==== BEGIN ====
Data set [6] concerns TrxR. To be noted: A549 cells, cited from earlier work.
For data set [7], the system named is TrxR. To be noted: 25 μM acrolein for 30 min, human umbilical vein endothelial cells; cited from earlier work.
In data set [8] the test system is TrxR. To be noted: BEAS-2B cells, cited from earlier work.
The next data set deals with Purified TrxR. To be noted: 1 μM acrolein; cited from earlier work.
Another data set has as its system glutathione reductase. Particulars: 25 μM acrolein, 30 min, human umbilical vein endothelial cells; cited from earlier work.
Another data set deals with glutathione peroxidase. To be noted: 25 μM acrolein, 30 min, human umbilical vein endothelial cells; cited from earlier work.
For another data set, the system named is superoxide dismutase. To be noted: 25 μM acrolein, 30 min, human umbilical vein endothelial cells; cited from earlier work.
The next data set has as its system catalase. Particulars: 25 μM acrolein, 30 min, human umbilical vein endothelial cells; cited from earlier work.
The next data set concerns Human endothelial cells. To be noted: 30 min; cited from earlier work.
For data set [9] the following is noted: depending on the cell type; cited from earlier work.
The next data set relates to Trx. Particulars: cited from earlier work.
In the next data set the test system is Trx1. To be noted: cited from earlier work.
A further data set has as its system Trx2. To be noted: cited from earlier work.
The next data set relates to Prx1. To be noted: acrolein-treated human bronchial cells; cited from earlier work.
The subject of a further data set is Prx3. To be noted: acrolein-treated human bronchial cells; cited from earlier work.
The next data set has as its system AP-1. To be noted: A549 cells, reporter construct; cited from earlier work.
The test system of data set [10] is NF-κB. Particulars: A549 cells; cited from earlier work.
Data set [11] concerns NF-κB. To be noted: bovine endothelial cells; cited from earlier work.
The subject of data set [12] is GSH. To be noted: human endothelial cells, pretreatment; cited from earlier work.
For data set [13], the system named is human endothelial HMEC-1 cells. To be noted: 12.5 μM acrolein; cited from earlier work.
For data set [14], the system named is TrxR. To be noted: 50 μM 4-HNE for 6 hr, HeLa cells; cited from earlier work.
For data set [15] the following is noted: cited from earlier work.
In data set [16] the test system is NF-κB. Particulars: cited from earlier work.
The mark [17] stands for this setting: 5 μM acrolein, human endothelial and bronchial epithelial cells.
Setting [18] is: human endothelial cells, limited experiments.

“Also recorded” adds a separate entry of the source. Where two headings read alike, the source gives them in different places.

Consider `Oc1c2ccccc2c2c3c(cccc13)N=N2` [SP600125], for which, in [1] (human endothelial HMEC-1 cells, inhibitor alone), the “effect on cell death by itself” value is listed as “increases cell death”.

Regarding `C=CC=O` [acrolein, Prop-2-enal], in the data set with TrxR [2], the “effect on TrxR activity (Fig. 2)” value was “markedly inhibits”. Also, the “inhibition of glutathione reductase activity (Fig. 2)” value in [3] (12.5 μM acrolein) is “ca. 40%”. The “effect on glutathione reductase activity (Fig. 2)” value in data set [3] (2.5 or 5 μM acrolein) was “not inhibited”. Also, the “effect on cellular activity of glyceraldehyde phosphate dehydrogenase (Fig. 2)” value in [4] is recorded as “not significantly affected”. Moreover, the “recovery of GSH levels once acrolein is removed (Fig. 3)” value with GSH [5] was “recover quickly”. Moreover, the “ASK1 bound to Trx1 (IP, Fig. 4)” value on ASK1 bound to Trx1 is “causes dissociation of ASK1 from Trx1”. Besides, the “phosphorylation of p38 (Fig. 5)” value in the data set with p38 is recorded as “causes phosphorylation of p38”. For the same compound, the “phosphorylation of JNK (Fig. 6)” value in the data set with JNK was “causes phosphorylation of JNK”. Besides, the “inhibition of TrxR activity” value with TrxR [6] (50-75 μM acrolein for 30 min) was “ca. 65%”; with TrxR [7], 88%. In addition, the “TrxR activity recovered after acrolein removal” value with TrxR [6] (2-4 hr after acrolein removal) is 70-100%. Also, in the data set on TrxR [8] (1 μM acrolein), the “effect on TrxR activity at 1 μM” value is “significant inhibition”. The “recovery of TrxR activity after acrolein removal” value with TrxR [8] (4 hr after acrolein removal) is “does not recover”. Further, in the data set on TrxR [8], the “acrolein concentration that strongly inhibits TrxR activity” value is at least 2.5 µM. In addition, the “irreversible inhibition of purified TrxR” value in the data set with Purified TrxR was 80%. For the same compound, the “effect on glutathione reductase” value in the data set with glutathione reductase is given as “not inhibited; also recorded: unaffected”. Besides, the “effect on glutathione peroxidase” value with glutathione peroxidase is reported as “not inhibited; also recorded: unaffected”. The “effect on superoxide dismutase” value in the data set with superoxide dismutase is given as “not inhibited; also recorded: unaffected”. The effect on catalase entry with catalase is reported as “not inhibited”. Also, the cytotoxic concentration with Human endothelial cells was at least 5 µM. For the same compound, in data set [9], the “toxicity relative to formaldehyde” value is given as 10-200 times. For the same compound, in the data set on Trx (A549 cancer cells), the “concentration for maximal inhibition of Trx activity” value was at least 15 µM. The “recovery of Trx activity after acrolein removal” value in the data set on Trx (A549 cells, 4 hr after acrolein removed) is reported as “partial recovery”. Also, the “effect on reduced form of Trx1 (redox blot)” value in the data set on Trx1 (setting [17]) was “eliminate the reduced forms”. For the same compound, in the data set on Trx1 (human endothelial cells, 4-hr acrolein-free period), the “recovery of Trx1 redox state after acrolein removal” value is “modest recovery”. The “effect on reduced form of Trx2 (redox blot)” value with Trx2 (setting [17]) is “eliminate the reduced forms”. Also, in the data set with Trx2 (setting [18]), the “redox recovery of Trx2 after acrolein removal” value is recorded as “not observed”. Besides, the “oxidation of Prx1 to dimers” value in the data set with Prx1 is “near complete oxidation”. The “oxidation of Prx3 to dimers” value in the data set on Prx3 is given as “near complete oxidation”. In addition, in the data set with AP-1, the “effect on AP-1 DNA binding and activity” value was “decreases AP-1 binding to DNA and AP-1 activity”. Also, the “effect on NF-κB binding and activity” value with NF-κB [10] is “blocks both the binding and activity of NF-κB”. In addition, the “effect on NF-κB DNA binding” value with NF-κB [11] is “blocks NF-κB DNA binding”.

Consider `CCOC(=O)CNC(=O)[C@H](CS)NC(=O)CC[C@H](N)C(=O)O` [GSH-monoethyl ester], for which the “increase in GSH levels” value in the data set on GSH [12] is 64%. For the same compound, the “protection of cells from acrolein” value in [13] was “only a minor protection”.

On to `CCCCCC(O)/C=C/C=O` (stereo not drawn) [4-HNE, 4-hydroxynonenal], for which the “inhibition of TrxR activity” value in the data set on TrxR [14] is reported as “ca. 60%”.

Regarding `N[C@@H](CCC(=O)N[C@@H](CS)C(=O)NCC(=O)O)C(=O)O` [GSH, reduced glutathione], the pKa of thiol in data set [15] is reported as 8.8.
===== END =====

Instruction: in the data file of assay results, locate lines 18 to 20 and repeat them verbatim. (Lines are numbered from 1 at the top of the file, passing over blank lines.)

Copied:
Data set [11] concerns NF-κB. To be noted: bovine endothelial cells; cited from earlier work.
The subject of data set [12] is GSH. To be noted: human endothelial cells, pretreatment; cited from earlier work.
For data set [13], the system named is human endothelial HMEC-1 cells. To be noted: 12.5 μM acrolein; cited from earlier work.